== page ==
The 6 Cartoons a US Newspaper Doesn’t Want You to See

(FAIR) The work of Rob Rogers, longtime political cartoonist for the Pittsburgh Post-Gazette, has been notably absent from his paper’s opinion page during this past week. Aside from a cartoon criticizing the trade war posted on Tuesday, June 5, the most recent of Rogers’ drawings appeared last Thursday, May 24.

So where was Rogers all of last week? He did not simply “have the day off,” as printed in last Tuesday’s issue of the Post-Gazette.

Keith Burris, the Post-Gazette’s editorial director since March, when it merged its editorial board with the co-owned Toledo Blade, refused to publish six of Rogers’ cartoons in a row. Four were directly critical of President Donald Trump, and two alluded to racism.

Despite not being published in the Post-Gazette, Rogers continued posting these cartoons on Twitter, as he does with all of his work.

May 25’s cartoon portrayed a referee calling penalties for exercising free speech, disrespecting the troops and eliciting Trump tweetstorms, in light of the NFL’s announcement of their new rule dictating players must stand during the national anthem:

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On May 30, he criticized the NFL again, joking it was closed for “racial ignorance training” in light of Starbucks closing many of its locations for racial sensitivity training:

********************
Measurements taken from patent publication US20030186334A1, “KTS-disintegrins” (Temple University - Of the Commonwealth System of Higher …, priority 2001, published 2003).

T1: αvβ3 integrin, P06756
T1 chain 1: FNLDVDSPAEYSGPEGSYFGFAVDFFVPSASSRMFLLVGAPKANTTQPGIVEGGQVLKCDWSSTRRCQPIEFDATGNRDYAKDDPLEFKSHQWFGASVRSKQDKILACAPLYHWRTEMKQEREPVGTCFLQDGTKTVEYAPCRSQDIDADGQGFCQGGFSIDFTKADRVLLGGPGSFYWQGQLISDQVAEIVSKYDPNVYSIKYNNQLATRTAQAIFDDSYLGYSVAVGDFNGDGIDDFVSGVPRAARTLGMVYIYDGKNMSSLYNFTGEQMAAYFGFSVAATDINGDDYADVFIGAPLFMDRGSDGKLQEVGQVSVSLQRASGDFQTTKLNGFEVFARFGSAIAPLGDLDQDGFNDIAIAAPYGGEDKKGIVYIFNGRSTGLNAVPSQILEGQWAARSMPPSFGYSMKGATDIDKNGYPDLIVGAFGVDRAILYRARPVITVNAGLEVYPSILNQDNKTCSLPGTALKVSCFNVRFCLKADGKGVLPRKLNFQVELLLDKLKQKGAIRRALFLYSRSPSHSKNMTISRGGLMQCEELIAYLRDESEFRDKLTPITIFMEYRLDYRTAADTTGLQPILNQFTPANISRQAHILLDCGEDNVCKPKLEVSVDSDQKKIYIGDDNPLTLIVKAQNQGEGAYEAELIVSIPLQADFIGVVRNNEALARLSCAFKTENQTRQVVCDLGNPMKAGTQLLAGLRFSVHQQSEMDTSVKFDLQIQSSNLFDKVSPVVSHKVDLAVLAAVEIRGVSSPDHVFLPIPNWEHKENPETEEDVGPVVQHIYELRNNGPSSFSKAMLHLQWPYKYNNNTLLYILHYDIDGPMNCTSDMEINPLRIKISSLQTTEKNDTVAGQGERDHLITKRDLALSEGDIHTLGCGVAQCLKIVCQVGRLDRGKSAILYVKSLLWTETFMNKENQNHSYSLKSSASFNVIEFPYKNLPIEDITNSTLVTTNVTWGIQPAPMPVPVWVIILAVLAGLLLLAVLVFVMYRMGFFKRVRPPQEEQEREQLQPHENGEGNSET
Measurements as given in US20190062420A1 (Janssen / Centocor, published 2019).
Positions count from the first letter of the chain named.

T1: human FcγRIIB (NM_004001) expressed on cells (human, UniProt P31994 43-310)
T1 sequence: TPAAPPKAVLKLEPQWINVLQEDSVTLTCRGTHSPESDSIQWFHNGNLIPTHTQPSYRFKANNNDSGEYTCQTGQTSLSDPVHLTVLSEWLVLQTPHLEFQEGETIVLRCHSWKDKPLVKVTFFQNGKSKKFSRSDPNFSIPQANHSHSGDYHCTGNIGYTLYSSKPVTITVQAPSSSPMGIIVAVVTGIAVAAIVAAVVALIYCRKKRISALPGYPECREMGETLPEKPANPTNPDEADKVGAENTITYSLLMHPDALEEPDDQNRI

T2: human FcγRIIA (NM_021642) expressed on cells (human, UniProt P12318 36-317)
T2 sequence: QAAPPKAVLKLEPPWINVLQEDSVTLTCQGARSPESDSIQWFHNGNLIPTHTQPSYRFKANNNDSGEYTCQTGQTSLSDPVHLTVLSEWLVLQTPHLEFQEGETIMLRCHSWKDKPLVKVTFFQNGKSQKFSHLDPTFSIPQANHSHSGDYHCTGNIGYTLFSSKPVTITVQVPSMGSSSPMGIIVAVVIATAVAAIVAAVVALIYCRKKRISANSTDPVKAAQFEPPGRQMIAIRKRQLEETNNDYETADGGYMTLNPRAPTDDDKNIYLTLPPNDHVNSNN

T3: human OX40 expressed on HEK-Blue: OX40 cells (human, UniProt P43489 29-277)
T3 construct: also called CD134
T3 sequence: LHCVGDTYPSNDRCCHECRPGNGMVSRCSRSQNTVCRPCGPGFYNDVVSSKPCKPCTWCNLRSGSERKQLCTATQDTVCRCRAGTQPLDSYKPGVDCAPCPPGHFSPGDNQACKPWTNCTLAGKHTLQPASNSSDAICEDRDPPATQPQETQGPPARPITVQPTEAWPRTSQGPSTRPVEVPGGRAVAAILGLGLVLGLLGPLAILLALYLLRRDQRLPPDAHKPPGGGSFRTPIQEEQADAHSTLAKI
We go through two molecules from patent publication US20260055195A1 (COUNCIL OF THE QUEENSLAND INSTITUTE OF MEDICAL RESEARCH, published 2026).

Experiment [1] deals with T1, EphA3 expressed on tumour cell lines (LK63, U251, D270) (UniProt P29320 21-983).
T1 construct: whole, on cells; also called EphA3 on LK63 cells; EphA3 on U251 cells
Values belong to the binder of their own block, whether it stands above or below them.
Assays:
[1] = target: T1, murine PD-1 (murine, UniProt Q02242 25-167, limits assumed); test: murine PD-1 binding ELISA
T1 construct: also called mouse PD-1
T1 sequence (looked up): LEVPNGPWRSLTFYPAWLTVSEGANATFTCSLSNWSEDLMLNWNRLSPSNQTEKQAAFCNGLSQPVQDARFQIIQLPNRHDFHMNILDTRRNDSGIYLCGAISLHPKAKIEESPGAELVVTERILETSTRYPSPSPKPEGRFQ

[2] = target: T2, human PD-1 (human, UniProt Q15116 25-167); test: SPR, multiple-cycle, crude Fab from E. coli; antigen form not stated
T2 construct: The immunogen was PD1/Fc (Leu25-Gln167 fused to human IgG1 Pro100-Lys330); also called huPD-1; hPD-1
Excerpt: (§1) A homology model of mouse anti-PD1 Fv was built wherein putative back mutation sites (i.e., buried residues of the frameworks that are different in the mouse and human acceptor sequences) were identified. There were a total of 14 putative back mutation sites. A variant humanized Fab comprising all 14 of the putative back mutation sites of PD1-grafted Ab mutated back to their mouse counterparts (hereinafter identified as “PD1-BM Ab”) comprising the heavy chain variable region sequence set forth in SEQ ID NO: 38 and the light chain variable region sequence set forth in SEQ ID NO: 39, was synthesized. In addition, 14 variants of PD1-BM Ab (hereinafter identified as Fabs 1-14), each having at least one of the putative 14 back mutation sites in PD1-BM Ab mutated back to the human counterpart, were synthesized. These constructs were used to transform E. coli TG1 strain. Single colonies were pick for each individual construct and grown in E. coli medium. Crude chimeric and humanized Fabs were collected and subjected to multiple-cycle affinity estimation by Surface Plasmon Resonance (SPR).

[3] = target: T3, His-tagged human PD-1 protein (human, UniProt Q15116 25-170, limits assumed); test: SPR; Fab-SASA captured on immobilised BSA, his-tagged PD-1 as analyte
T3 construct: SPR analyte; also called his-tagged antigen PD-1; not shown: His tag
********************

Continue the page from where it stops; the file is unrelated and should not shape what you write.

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His Memorial Day sketch depicted a caricature of Trump placing a wreath on the grave of  Truth, Honor and the Rule of Law:

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On May 31, Rogers satirized Roseanne Barr’s claim that her racist tweets were a result of her taking sleeping pills:

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The June 1 cartoon criticized Trump for his immigration policies…

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…while on June 3, Rogers satirized Trump’s claim he could pardon himself in the Russia investigation:

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None of these cartoons appeared in the Post-Gazette, despite Rogers being the paper’s full-time staff political cartoonist.

Burris frequently writes in support of Trump for the Post-Gazette’s opinion section. In “Can Roseanne Restore Our Sense of Proportion?” (4/8/18), Burris referred to “Trump-hate” as “a mania, a fever, a hissy fit by the self-anointed guardians of all that is good and enlightened in America.” He argued:

God help you if you actually like some of what Mr. Trump does and dislike other things that he does or says. You are, in the words of a church lady who confronted me one day, “complicit.”

Burris wrote an editorial in January (1/15/18) headlined “Reason as Racism,” which defended Trump’s description of developing nations as “shithole countries,” and likened being called racist today with being labeled a Communist during the McCarthy Era.

The paper’s publisher, John Robinson Block of Block Communications, which owns both the Post-Gazette and the Blade, insisted that the piece be printed, according to Post-Gazette reporter Michael A. Fuoco (CJR1/22/18). Fuoco went on to describe the dread he and the other newsroom employees felt in the wake of the piece’s publishing.